Asda has been offering a loyalty card in 19 stores since May 1995 and had built up a database of 360,000 members. However, the supermarket group was never as committed to a card as its rival retailers and has now decided to abandon the trial in order to concentrate solely on offering lower prices.
Wal-Mart operates a similar policy in the United States and does not offer a loyalty card in its main stores. But Asda said the decision had not been taken by the Americans. "It is pure co-incidence. We have been looking at this for a long time," Asda said.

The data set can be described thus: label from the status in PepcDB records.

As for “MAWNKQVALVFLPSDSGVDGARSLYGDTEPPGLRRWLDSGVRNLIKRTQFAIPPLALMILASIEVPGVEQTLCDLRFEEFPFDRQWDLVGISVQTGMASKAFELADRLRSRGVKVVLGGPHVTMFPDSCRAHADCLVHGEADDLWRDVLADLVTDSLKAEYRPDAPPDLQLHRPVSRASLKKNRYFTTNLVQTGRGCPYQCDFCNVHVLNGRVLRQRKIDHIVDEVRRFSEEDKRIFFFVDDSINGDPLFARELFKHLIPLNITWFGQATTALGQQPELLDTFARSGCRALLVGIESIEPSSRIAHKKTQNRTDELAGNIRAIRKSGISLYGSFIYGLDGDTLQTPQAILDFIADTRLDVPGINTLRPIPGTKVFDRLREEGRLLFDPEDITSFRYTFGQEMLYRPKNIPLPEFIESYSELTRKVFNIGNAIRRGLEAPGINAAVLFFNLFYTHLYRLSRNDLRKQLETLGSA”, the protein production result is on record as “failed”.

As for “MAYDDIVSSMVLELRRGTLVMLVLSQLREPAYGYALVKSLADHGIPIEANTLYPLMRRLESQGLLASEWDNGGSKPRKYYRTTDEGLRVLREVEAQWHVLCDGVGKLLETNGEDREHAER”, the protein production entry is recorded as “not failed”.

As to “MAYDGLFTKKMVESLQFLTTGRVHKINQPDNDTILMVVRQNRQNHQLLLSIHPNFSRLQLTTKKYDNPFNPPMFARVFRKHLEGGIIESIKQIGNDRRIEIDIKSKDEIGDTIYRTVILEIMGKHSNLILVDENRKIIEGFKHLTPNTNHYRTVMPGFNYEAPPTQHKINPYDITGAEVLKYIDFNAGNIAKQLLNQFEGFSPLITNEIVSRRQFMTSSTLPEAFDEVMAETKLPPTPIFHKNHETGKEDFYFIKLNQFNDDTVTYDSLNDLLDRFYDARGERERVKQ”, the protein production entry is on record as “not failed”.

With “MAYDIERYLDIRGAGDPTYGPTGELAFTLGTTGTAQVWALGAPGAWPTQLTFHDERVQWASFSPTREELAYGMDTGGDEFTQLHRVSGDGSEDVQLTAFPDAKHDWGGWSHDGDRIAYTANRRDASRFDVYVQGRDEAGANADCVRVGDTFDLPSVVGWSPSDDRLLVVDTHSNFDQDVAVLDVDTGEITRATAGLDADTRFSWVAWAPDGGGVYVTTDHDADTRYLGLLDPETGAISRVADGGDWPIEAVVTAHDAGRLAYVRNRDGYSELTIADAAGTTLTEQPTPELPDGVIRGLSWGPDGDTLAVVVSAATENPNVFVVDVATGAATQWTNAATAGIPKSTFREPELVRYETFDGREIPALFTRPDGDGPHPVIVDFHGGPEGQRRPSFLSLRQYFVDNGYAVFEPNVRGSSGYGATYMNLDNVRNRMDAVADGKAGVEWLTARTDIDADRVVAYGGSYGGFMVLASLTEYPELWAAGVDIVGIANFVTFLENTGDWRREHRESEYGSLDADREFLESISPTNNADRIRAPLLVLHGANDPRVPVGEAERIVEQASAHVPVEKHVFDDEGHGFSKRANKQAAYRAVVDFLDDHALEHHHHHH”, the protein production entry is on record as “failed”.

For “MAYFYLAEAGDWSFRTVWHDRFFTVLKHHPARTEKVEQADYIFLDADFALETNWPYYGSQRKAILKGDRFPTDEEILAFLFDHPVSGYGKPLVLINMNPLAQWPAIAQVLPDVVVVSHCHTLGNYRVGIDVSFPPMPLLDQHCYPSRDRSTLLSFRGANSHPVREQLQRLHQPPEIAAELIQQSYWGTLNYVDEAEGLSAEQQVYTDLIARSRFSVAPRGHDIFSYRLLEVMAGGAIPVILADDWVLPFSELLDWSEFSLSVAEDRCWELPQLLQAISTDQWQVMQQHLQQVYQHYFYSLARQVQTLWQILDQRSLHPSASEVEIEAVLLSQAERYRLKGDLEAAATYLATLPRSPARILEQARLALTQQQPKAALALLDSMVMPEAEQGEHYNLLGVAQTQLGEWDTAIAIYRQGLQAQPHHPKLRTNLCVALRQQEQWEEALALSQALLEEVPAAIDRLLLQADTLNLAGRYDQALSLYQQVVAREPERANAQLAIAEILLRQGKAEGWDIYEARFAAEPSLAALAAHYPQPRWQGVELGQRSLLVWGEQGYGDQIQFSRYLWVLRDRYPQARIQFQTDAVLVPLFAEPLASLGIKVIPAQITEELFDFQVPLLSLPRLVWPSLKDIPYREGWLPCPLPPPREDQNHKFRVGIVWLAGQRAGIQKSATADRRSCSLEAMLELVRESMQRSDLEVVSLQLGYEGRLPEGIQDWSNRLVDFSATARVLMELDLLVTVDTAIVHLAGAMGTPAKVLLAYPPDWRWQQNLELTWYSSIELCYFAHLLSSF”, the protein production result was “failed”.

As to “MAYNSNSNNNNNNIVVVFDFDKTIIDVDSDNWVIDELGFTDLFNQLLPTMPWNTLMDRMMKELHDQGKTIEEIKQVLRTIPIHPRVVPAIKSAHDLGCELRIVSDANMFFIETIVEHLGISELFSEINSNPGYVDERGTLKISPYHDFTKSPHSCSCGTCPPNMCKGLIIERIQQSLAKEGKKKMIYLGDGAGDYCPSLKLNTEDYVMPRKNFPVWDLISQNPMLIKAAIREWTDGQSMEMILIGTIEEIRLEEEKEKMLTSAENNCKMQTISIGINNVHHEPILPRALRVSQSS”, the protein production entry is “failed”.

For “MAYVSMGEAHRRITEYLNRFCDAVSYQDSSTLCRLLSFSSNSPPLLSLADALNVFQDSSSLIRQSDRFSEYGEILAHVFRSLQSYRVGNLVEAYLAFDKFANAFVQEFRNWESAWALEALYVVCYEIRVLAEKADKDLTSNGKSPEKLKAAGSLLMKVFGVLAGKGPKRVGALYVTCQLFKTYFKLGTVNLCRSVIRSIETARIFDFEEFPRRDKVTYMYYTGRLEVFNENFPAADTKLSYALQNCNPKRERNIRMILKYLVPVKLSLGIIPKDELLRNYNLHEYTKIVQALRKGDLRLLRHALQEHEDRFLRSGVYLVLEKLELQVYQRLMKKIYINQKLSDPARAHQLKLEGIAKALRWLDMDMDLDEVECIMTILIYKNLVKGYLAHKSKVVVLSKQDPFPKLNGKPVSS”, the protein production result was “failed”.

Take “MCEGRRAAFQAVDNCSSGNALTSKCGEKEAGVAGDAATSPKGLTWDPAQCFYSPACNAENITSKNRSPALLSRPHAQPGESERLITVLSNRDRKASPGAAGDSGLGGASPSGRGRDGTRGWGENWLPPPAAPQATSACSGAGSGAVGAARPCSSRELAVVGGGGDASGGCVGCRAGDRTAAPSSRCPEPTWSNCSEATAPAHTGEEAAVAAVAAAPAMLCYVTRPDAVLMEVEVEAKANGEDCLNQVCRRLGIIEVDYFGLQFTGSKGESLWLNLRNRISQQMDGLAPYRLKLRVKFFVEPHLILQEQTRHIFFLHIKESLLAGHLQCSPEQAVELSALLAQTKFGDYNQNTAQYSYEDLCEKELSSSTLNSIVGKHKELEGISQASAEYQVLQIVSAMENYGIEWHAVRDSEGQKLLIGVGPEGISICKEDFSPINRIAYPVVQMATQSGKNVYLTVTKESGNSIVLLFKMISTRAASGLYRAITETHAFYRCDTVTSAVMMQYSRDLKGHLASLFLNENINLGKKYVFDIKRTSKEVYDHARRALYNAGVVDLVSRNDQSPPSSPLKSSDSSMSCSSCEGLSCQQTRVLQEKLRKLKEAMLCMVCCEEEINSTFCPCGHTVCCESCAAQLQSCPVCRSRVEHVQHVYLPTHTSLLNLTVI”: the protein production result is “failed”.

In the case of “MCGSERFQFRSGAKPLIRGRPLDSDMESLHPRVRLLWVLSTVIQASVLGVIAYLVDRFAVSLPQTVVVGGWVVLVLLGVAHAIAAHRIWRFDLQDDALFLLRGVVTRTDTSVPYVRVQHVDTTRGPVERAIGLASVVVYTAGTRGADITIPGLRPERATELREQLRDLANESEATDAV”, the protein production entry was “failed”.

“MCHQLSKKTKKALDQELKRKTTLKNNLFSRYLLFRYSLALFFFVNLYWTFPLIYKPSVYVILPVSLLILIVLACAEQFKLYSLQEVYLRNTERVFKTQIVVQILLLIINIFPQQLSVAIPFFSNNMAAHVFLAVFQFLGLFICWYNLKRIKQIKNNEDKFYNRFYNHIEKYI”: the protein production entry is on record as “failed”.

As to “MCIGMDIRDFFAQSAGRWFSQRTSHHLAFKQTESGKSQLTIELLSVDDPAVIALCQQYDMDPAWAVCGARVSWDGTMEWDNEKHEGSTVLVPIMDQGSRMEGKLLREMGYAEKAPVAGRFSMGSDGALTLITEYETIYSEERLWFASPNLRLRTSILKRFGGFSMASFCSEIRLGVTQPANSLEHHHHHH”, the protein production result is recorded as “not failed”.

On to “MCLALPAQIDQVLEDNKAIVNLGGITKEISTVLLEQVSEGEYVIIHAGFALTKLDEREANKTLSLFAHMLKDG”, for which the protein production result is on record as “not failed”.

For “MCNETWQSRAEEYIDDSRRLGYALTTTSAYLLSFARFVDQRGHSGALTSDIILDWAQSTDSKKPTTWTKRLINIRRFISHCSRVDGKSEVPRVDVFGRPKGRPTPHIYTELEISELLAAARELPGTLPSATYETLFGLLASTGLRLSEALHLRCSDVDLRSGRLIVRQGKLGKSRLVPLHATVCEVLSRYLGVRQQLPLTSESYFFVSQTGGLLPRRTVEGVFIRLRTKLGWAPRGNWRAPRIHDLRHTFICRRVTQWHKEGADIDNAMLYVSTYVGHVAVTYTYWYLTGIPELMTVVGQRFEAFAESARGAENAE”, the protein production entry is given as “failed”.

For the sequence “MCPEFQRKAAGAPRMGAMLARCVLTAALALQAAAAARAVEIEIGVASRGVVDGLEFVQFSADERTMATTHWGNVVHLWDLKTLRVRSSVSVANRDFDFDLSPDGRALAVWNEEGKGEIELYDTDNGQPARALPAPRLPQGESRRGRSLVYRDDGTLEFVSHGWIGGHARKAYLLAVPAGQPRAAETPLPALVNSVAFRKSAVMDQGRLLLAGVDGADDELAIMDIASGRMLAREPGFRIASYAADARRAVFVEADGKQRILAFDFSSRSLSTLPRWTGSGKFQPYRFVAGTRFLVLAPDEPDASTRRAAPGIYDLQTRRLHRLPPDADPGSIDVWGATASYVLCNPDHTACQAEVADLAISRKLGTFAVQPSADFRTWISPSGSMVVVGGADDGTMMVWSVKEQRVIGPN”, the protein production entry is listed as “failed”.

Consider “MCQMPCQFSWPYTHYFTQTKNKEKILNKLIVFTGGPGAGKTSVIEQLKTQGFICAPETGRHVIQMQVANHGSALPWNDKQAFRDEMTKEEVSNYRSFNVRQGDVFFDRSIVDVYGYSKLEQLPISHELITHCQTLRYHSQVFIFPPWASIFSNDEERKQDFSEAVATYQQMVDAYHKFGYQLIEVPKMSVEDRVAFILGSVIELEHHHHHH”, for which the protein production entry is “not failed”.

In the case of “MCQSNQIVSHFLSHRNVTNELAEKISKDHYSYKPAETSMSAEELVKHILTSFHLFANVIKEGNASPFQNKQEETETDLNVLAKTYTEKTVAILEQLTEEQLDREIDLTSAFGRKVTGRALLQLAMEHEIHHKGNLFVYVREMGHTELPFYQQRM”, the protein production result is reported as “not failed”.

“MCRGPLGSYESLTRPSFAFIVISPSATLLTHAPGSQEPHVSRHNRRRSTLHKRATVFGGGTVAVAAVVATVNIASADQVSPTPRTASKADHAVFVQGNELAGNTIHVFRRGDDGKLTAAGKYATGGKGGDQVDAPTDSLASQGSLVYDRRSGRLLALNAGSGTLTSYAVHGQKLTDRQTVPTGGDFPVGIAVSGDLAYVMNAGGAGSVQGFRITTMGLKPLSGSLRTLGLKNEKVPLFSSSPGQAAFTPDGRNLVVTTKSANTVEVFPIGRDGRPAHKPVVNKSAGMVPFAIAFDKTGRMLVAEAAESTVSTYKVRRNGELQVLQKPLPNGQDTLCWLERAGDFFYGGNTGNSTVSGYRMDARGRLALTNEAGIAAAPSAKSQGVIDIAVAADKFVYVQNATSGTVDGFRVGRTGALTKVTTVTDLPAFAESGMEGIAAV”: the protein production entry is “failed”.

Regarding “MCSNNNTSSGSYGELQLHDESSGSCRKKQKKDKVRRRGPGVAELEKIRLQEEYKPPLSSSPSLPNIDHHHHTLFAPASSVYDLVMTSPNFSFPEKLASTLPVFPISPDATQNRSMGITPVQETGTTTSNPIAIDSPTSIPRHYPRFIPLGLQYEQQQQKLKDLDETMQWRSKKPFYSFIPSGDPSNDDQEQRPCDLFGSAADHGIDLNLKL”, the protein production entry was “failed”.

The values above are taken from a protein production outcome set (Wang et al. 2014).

Asda also said latest figures show it has recorded its highest ever market share. Figures for July from Taylor Nelson Sofres show Asda's share of the packaged grocery market was 13.2 per cent, up from 12 per cent last year. Tesco is still the market leader with 21.7 per cent and growing, followed by Sainsbury, which is losing ground with 17.2 per cent. Safeway is fourth with a declining 9.4 per cent share.
Asda, led by chief executive Allan Leighton, claimed the growth had been fuelled by its pounds 100m "Rollback" programme launched in March. The company claims it will have cut the cost of 2,000 items by the end of the year.
Taylor Nelson's market share figures cover packaged groceries, frozen foods, toiletries and healthcare.